off topic, bloom / flower / back yard

Leo A. Martin
Sun, 09 Feb 2014 12:25:26 PST
Peter begged to know

> But, please, what is the U.S.A. English term for the British back yard????

Most people wouldn't use a word for this because such spaces almost don't exist here.
Most people in the US don't take care of any plants whatsoever, unless things planted in
the landscape, and hiring a gardener to take care of that (generally poorly) is very
common. For some reason landscape maintenance people here think every shrub has to be
carved into a ball, pillow or marshmallow. One time in a bank landscape I saw a yucca
whose leaf sphere had been carved into a cube. The faded bloom stalk was not removed at
the base, but was part of the box.

High-falutin' landscape designers, in the rare design for a client who actually would
use such a space, call such areas "utility areas" or "potting areas", or they would
specify a "potting shed."

I would like to emphasize that even the most luxurious garden behind an immense mansion
in the US would be called the back yard by almost all US natives, and people in general
expect both front yard and back yard to look good, with nice plantings.

On larger properties, or those with substantial native vegetation areas or portions that
do not receive regular maintenance, people often refer to the wilder area with the
colloquial expression "the back 40", as in 40 acres. An acre is an Anglo-Saxon unit of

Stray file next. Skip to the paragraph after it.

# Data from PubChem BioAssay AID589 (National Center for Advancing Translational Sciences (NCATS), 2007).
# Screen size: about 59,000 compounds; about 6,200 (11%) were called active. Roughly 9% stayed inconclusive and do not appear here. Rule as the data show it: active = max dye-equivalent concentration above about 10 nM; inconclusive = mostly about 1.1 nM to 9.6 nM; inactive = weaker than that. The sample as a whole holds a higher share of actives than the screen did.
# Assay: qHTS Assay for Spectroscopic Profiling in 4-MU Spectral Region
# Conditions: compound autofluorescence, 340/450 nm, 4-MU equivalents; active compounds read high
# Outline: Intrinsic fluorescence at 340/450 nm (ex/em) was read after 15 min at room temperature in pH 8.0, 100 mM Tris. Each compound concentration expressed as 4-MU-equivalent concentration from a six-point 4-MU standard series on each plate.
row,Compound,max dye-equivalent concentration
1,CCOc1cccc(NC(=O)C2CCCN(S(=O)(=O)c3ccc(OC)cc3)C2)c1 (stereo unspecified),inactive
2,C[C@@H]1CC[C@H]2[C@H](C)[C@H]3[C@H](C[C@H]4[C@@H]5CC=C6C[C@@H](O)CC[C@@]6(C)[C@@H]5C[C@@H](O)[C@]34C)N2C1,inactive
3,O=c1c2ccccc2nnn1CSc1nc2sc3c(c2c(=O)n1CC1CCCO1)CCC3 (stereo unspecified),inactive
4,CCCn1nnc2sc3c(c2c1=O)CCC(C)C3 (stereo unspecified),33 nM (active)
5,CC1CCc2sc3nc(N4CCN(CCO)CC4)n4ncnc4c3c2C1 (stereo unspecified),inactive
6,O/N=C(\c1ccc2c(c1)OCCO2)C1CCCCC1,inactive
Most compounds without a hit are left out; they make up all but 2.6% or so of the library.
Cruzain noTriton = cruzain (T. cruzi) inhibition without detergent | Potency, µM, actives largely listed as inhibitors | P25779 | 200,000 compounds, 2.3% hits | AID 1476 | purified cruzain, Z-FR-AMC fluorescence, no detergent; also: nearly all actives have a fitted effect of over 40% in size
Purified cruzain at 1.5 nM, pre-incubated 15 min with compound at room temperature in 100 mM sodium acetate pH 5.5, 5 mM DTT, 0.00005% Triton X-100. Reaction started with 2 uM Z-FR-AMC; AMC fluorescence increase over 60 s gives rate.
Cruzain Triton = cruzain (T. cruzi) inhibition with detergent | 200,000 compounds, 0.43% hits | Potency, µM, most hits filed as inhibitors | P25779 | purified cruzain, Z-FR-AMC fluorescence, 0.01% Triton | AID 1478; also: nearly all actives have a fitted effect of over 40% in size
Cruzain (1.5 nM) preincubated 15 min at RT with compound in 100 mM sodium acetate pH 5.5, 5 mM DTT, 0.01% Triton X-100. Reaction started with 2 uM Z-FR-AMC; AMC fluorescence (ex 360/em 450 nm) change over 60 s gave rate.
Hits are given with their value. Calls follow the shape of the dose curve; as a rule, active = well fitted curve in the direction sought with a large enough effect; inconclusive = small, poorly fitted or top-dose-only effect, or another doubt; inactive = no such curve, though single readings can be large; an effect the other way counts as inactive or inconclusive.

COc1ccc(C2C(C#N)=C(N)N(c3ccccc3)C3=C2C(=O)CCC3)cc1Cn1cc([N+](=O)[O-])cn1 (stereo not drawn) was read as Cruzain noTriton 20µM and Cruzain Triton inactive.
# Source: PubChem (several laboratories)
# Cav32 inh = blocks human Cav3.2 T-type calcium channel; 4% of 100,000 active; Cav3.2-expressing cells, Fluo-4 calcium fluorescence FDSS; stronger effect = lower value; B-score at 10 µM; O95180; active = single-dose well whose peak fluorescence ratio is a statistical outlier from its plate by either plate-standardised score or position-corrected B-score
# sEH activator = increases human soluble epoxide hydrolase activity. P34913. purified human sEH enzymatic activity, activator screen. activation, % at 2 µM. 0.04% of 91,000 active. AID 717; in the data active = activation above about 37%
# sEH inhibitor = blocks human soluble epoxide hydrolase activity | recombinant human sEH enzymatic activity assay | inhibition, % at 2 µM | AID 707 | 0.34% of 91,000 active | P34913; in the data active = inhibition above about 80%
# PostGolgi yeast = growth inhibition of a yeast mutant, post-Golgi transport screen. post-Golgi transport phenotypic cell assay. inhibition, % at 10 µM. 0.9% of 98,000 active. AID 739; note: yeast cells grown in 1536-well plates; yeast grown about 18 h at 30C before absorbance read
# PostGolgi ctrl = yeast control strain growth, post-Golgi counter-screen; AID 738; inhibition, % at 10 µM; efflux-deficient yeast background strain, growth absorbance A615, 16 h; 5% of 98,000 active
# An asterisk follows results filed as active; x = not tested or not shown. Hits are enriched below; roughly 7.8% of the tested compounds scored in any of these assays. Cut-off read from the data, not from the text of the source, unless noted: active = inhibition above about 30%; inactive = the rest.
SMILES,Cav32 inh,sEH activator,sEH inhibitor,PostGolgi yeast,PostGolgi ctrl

area denoting the land one man with one ox could plow in one day. There are 640 acres in
a square mile, which in the US is referred to on maps as a township.

I can't recall who mentioned that "garden" tends to be reserved for a specific area
where vegetables are grown; people also have "flower gardens" where they grow decorative
plants. I and other people here in metro Phoenix would be said by locals to have a large
"cactus garden" as well as an orchard, which refers to a space planted mainly with
fruiting trees.

It's grapefruit season. Those of you who haven't tasted a tree-ripened grapefruit are
terribly deprived. The difference between store-bought and tree-ripened grapefruit is
about as big as the difference between canned and fresh Litchi chinensis. Our extremely
hot summers and cool winters make for magnificent grapefruit.

Leo Martin
Phoenix Arizona USA

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